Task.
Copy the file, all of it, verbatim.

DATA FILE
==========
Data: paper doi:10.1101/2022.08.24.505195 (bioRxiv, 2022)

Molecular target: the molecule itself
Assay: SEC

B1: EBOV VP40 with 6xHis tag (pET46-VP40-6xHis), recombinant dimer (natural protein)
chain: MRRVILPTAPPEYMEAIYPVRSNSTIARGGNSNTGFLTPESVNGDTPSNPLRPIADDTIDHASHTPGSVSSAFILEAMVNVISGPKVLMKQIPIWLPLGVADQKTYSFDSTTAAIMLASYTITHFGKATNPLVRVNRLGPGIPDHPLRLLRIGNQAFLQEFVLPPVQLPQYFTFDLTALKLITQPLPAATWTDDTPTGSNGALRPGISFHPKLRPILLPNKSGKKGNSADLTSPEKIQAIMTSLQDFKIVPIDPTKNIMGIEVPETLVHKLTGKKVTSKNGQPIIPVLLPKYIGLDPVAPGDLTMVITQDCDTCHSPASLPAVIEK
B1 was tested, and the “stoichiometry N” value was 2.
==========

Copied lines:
Data: paper doi:10.1101/2022.08.24.505195 (bioRxiv, 2022)

Molecular target: the molecule itself
Assay: SEC

B1: EBOV VP40 with 6xHis tag (pET46-VP40-6xHis), recombinant dimer (natural protein)
chain: MRRVILPTAPPEYMEAIYPVRSNSTIARGGNSNTGFLTPESVNGDTPSNPLRPIADDTIDHASHTPGSVSSAFILEAMVNVISGPKVLMKQIPIWLPLGVADQKTYSFDSTTAAIMLASYTITHFGKATNPLVRVNRLGPGIPDHPLRLLRIGNQAFLQEFVLPPVQLPQYFTFDLTALKLITQPLPAATWTDDTPTGSNGALRPGISFHPKLRPILLPNKSGKKGNSADLTSPEKIQAIMTSLQDFKIVPIDPTKNIMGIEVPETLVHKLTGKKVTSKNGQPIIPVLLPKYIGLDPVAPGDLTMVITQDCDTCHSPASLPAVIEK
B1 was tested, and the “stoichiometry N” value was 2.